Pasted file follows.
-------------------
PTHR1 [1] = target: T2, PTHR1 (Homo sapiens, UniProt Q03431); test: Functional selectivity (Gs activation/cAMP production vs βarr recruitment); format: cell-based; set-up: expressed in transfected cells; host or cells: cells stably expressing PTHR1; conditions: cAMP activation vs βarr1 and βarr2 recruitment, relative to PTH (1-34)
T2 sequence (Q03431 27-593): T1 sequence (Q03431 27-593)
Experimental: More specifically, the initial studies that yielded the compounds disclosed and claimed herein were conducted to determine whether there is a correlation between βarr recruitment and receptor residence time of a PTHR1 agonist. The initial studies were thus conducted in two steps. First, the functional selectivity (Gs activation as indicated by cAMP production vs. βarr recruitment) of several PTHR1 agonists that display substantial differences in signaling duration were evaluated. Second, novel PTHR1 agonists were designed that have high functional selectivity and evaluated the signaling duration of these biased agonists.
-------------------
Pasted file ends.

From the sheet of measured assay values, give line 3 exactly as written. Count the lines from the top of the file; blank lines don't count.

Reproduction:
Experimental: More specifically, the initial studies that yielded the compounds disclosed and claimed herein were conducted to determine whether there is a correlation between βarr recruitment and receptor residence time of a PTHR1 agonist. The initial studies were thus conducted in two steps. First, the functional selectivity (Gs activation as indicated by cAMP production vs. βarr recruitment) of several PTHR1 agonists that display substantial differences in signaling duration were evaluated. Second, novel PTHR1 agonists were designed that have high functional selectivity and evaluated the signaling duration of these biased agonists.